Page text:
Society

Huelva Gate : Moroccan NGOs point at the strawberry pickers’ vulnerability

At the heart of the Huelva Gate scandal in Spain, Yabiladi spoke to three NGOs in Morocco which commented on the situation of strawberry pickers, urging the authorities to make a move.

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In Huelva, hundreds of Moroccan strawberry pickers have decided to break their silence and expose labor and sexual abuses they are subjected to while in the farms. Helped by the Andalusia Workers Syndicate (SAT), some of them filed complaints against their alleged aggressors, creating their own #MeToo movement.

On Sunday, 17th of June, hundreds of them will take their anger to the streets of Huelva to denounce the abusing practices some of them have been targeted with.

While in Spain actions are taken to act on the scandal, voices in Morocco are struggling to be heard.

«We are currently drafting an open letter that will be sent to the Interior and Justice Ministers regarding workplace violence against women», Saida Idrissi, head of the Democratic Association of Women in Morocco (ADFM) told Yabiladi Tuesday.

Farm-workers in Morocco 

The association’s letter is to cover the situation of Huelva’s farm workers, according to Idrissi who was more preoccupied by the women working in similar farms in Southern Morocco.

«Hopefully in Spain there is a law that protects these women and the Spanish authorities have reacted to the abuses and arrests were made», argued the activist, adding that «in Morocco, however, the situation is worsening and nothing has been done to stop abusive practices in the farms».

For Saida Idrissi these abuses have been «documented by associations present there and elsewhere in the Kingdom but unfortunately nothing changed».

The activist regretted the way the government dealt with the scandal, indicating that «Spain has given Morocco an example to learn from».

«The authorities, associations, trade unions and even political parties have been galvanized to help these women while in Morocco nothing has been done».

Saida Idrissi

The Moroccan authorities' response

The same opinion was shared by Ahmad Al Haij, president of the Moroccan Association for Human Rights (AMDH). «At first the ministry ignored the situation and later admitted that indeed there were assaults and abuses», he told Yabiladi.  

«We are used to these kinds of responses. Every time there is a problem that involves Morocco, the Ministry's classical responses are released to deny everything».

Ahmed El Haij

For Al Haij the Moroccan government «shoulder its responsibilities especially as these farm workers are sent through a program signed with the Spanish authorities».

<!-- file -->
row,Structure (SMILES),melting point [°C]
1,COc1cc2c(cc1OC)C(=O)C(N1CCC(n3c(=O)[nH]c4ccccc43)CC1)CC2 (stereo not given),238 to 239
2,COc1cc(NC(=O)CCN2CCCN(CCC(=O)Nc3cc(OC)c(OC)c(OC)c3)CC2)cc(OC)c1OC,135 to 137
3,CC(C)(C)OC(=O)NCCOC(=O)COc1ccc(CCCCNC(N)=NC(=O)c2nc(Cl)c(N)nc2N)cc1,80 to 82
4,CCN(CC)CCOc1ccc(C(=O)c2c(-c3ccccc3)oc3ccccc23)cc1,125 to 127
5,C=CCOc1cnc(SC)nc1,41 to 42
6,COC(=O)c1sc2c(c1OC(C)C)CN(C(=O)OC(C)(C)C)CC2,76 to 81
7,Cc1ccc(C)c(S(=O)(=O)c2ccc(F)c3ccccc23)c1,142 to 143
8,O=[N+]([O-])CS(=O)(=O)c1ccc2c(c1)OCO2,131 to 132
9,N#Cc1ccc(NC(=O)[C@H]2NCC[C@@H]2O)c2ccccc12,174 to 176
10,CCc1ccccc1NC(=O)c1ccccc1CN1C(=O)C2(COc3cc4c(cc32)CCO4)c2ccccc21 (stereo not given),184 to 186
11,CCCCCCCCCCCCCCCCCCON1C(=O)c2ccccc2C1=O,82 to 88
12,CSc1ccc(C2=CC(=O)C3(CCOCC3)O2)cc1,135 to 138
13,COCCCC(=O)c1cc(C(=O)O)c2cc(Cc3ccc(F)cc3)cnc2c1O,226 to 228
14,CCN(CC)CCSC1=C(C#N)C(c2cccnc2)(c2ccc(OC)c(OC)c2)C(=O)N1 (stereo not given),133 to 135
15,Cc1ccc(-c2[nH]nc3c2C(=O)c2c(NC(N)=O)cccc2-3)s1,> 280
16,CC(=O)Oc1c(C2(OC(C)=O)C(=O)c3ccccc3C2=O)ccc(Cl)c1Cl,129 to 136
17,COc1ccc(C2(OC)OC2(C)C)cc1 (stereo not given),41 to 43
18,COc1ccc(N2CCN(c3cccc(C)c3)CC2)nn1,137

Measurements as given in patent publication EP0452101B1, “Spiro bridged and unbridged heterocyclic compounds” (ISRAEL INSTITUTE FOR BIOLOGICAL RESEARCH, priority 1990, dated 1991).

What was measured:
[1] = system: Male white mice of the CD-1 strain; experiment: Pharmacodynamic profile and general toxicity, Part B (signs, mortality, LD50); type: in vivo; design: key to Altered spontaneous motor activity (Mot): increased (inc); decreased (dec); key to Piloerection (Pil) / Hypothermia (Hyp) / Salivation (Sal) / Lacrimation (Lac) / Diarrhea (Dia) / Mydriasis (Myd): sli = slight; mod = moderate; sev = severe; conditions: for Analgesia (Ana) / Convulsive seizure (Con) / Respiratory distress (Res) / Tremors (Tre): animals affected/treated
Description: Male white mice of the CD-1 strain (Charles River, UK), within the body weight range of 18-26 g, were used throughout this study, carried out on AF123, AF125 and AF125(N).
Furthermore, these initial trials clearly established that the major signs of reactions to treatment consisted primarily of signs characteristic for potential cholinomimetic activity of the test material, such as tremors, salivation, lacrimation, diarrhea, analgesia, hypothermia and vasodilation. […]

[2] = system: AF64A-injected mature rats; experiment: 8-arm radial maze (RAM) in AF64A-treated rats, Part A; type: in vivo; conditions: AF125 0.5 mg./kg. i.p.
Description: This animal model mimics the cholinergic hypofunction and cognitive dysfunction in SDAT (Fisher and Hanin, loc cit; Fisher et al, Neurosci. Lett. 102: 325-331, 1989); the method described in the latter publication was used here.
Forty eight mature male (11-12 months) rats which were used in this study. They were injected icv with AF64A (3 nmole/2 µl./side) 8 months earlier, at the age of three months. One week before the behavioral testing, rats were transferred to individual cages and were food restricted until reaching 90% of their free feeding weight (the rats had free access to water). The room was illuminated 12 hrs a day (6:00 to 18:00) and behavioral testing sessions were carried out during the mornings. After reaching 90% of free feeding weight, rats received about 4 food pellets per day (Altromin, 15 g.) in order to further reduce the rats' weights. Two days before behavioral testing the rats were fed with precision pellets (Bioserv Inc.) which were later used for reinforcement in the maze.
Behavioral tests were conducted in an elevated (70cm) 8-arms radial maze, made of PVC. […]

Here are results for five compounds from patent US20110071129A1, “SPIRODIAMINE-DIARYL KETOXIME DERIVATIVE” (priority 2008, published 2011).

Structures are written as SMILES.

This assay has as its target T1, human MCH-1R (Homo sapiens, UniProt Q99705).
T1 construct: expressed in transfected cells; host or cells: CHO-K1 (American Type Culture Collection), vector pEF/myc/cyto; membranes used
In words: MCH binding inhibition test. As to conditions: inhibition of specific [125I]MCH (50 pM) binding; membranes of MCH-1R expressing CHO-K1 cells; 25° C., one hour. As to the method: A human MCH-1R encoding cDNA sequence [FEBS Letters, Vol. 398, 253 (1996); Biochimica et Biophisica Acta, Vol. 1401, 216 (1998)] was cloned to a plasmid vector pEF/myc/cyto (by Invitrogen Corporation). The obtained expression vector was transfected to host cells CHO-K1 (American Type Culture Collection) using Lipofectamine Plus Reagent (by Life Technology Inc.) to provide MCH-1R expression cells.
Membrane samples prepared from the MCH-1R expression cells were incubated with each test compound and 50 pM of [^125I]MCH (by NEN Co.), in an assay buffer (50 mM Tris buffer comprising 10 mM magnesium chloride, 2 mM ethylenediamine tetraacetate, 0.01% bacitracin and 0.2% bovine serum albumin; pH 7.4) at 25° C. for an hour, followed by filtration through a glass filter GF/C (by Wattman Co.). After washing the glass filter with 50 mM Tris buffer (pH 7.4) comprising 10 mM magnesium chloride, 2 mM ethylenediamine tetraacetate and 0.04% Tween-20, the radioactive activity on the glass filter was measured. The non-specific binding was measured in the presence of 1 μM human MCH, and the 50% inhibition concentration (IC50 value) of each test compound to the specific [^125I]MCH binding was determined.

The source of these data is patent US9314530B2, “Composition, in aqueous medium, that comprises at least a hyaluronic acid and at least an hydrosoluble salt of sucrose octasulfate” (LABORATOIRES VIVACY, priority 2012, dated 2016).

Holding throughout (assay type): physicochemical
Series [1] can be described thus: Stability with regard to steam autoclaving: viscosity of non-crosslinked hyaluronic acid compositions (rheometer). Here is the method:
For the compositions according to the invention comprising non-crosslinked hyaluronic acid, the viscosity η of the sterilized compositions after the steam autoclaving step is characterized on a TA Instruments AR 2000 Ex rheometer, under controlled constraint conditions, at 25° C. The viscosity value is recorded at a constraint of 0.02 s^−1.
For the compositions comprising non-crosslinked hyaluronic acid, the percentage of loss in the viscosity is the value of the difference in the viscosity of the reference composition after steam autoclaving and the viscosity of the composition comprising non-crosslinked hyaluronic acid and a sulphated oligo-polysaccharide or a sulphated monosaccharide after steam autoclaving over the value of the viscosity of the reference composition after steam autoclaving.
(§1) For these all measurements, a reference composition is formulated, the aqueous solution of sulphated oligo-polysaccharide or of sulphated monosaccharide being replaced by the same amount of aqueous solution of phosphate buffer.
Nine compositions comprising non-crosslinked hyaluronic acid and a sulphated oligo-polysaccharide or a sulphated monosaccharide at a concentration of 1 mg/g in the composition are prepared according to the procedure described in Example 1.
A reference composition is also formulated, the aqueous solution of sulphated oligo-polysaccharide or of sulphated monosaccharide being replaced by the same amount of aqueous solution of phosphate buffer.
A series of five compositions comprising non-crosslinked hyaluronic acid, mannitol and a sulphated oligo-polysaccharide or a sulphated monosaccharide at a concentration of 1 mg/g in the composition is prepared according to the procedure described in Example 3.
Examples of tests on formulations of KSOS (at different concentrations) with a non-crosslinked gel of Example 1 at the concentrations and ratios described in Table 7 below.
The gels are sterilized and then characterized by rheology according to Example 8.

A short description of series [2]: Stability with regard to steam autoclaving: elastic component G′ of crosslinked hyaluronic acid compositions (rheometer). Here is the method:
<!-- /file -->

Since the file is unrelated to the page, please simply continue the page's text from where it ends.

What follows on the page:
AMDH is going to issue a communiqué, denouncing the working conditions in which Moroccan women work in Huelva and signaling the abuses.

But meanwhile, the association which has an office in Madrid remains helpless in front of the developments that occur every day regarding the Moroccan strawberry pickers.

«For the moment we are in touch with several associations in the North and abroad but the load and nature of our job here in Morocco has stopped us from following every single case equally», indicated Al Haij.

The AMDH president was grateful that Spanish NGOs and syndicates are closely assisting the victims and protecting their rights.

An international law to stop violence against women

On the other hand, founder of Mobilizing for Rights Associates (MRA) Stephanie William Bordat believes that the problem must be looked at from a different angle. Speaking to Yabiladi on Tuesday, she stated that «violence against women is not just a national issue that can be dealt with through national laws only».

In her understanding of the situation of Moroccan strawberry pickers in Spain, Stephanie stressed that «NGOs and governments need to be thinking of how to do more effective international cooperation on violence against women issues».

For the activist the solution is to draft an international law or treaty that can protect women even when they are outside the borders of their country.

She has also pointed at the vulnerable status of Moroccan farm workers, who are most of time widowed, divorced and mothers that need to take care of their children.

«Moroccan migrant workers are going to have additional barriers», said Stephanie referring to language, culture and the fear of being fired and having an undocumented status.

«Prosecuting the aggressors is a good thing but the question that arises is how to provide a remedy for these women and what sort of protection they are going to have».

Stephanie William Bordat

For now, three individuals have been arrested in Spain for sexual and labor abuses. Most of the women who have decided to speak out are being protected by SAT which has accompanied some of them last week to the police station to file a complaint against their alleged assaulters.

Speaking to Yabiladi last Friday, the body stressed that in addition to sexual assaults, they have been suffering from different forms of abuse. Several of them were underpaid and their employers took advantage of their naivety to extract money from them.

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